Hand pumps for the ancient big bores: Part 2

by Tom Gaylord
Writing as B.B. Pelletier

A history of airguns

Part 1

This report covers:

  • Air intake and outlet valves
  • The key to the test
  • That’s not all
  • I tested one, too
  • More questions answered
  • Maintaining consistency
  • Three-stage hand pumps
  • Summary

Today I will hopefully answer all your questions about the hand pump test that Dennis Quackenbush and I did many years ago. Remember — we were trying to determine how powerful the old big bore airguns had been. One part of that was knowing what kind of air pressure they used, and that is all we are looking at in this report.

Air intake and outlet valves

First I want to address a question from reader GunFun1. He asked about the pump’s air inlet valve. I told him there was no inlet valve. There is an air hole located at the top of the pump cylinder, and when the pump piston head rises past it, air is sucked into the cylinder — exactly the same as a conventional piston port 2-stroke engine. No valve is required. When the piston head drops below the air hole, the cylinder is sealed again and the piston is able to compress the air that’s now trapped inside. read more


Hand pumps for the ancient big bores: Part 1

by Tom Gaylord
Writing as B.B. Pelletier

A history of airguns

This report covers:

  • How powerful were antique big bores?
  • How were they filled?
  • No one knew
  • Hand pumps of antiquity
  • Empirical testing
  • Early rapper
  • Single-stage pump tradeoff
  • But wait — there’s more!
  • Summary

Dennis Quackenbush has always been helpful when it comes to the difficult questions about airguns. Over the years, he and I have experimented with several fundamental questions; the most recent being the $100 PCP. I should have an update on that one for you in a couple weeks.

How powerful were antique big bores?

Back in the 1990s — the days when I was still writing The Airgun Letter and Airgun Revue magazine — I had a prolonged discussion with Dennis about the performance of big bore airguns of antiquity. He had just come out with the .375-caliber Brigand that was about to start the airgun world on its modern journey toward big bores, and there was a lot of interest in them. read more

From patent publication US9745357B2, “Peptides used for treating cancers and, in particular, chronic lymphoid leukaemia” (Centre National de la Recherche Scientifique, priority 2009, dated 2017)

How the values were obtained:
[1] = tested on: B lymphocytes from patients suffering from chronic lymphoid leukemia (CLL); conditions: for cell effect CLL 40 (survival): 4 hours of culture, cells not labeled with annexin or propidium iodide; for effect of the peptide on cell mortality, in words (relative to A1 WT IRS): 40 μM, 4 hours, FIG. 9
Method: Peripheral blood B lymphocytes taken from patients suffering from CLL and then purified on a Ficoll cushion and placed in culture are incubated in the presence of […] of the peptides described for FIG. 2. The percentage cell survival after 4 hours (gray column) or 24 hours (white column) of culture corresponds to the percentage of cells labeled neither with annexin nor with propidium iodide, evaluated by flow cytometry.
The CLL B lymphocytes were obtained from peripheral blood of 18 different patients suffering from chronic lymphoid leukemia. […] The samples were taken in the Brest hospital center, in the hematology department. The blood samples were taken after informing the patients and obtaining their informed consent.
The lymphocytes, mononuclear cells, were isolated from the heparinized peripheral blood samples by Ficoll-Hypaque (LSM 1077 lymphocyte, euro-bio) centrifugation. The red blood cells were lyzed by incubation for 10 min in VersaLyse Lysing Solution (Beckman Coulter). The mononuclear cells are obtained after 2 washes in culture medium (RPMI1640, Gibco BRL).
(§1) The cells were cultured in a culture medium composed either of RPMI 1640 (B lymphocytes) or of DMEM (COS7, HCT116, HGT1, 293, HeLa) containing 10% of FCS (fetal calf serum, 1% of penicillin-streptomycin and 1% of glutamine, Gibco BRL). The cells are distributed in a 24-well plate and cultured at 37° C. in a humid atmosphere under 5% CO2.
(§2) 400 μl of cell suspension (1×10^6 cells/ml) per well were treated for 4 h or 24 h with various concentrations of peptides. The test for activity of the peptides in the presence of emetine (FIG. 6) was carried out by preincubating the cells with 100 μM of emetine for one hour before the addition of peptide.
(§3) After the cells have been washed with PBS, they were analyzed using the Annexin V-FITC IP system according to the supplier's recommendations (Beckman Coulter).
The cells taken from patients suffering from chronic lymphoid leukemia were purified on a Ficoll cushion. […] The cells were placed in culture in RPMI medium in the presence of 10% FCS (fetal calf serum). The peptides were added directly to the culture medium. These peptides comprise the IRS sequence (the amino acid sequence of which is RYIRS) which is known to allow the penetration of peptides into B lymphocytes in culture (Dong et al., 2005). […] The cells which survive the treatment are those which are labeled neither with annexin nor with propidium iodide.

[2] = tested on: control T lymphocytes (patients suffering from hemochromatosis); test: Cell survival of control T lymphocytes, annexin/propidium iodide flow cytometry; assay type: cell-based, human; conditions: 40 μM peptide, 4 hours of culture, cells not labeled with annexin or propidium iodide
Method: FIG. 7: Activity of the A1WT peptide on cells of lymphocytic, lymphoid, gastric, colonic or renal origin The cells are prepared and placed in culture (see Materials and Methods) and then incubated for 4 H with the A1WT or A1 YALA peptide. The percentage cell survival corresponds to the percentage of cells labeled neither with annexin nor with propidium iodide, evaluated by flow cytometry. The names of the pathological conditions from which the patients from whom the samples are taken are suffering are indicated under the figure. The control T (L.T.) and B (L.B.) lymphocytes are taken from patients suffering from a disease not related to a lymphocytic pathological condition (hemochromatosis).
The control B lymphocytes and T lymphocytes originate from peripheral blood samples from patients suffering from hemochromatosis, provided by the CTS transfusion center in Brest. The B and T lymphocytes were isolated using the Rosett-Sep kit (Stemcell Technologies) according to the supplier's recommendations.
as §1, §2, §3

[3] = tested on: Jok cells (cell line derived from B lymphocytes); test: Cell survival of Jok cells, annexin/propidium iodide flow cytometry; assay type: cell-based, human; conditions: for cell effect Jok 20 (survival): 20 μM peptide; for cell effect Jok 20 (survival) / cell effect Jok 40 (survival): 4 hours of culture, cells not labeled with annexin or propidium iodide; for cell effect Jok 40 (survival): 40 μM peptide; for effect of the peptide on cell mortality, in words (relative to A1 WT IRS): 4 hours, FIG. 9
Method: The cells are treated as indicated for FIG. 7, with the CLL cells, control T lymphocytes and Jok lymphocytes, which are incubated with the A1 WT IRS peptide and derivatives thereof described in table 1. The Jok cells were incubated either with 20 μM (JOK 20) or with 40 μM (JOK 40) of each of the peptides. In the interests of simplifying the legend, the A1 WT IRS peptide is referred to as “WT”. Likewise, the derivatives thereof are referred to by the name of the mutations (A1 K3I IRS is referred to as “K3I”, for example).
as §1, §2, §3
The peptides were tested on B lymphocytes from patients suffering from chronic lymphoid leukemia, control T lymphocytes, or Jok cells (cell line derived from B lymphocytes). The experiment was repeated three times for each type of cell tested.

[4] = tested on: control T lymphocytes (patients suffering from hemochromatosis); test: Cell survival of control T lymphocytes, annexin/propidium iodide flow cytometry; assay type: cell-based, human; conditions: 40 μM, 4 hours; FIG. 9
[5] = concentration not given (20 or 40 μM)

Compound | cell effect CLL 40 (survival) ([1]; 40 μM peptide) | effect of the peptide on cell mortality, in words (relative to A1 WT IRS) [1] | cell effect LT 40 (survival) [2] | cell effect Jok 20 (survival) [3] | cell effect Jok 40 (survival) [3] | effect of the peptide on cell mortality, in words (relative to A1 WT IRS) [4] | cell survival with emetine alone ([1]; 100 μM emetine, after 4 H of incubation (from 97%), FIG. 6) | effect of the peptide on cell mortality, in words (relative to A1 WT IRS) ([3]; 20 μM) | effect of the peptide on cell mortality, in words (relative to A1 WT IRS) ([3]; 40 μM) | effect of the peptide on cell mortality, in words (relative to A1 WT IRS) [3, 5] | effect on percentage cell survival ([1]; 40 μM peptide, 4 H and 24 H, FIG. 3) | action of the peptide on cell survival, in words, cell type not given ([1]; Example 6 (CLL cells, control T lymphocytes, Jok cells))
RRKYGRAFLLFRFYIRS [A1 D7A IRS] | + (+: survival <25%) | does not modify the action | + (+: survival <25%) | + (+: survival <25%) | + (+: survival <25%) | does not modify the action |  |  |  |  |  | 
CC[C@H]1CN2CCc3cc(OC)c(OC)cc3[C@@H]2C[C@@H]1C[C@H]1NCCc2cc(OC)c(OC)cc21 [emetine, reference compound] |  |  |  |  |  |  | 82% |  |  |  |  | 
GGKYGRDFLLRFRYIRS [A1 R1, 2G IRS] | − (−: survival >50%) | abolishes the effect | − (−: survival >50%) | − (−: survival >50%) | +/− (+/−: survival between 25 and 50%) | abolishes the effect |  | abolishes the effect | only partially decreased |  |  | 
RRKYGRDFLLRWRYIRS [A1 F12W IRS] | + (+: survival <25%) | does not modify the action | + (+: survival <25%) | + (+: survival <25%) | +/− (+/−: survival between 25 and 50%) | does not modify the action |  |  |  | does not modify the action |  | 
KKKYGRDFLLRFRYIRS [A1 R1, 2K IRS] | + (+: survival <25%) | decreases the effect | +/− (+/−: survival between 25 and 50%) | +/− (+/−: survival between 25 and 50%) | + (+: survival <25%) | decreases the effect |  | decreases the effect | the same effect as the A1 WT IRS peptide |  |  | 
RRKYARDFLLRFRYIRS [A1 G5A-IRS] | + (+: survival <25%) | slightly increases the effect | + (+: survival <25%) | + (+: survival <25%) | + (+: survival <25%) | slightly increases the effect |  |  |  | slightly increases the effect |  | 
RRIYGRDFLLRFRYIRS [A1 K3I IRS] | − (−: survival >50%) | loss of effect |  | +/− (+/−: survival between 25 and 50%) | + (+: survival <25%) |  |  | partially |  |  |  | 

Air Venturi hand pump: Part 2

by Tom Gaylord
Writing as B.B. Pelletier

Air Venturi hand pump
Air Venturi G6 hand pump.

Part 1

This report covers:

  • The great challenge
  • History
  • An experiment reveals a lot
  • The trick
  • The dawn of modern high-pressure hand pumps
  • The Air Venturi G6 pump
  • Today’s test
  • My physiology
  • The test plug

The great challenge

Writing about the Air Venturi G6 hand pump is one of the most difficult reports I’ve ever attempted, because most airgunners know so little about hand pumps in general, and a lot of it is wrong. Also, because the audience for this subject spans the gamut from rank beginners to people who have owned other hand pumps for years, the spectrum of comprehension is infinite. Some people feel this is nothing more than an expensive bicycle pump, so I have to explain how it is different.

I read online discussions of hand pumps among airgunners, and I can tell that only a few of them have any actual experience. It goes beyond the blind leading the blind — it’s more like the blind writing detailed travel instructions to places they’ve never been. read more


Air Venturi G6 hand pump: Part 1

by Tom Gaylord
Writing as B.B. Pelletier

Air Venturi hand pump
Air Venturi G6 hand pump.

This report covers:

  • Basic questions
  • Easy airguns to fill from a hand pump
  • Moderately easy airguns
  • PCPs that are harder to fill with hand pumps
  • PCPs you don’t want to fill with a hand pump!
  • Maintenance
  • Difficult to accept
  • Air Venturi G6
  • Test plug
  • Feel of the pump
  • Give me your thoughts

You want to come over to the dark side of airgunning (those who use precharged pneumatics), and you’re considering getting a hand pump to fill your airgun. This review will look at the Air Venturi G6 hand pump specifically; but before I dive into the description of this one pump, let me address some basic issues about hand pumps and precharged airguns in general.

Basic questions

The first question nearly everyone asks is how hard is it to fill an airgun with a hand pump, and should they consider going that route? My answer has always been another question. How much work are you prepared to do? If you have a riding lawnmower for a suburban yard of less than a half acre, maybe a pump is not for you. If you pay someone to mow your yard, it almost definitely isn’t right for you. read more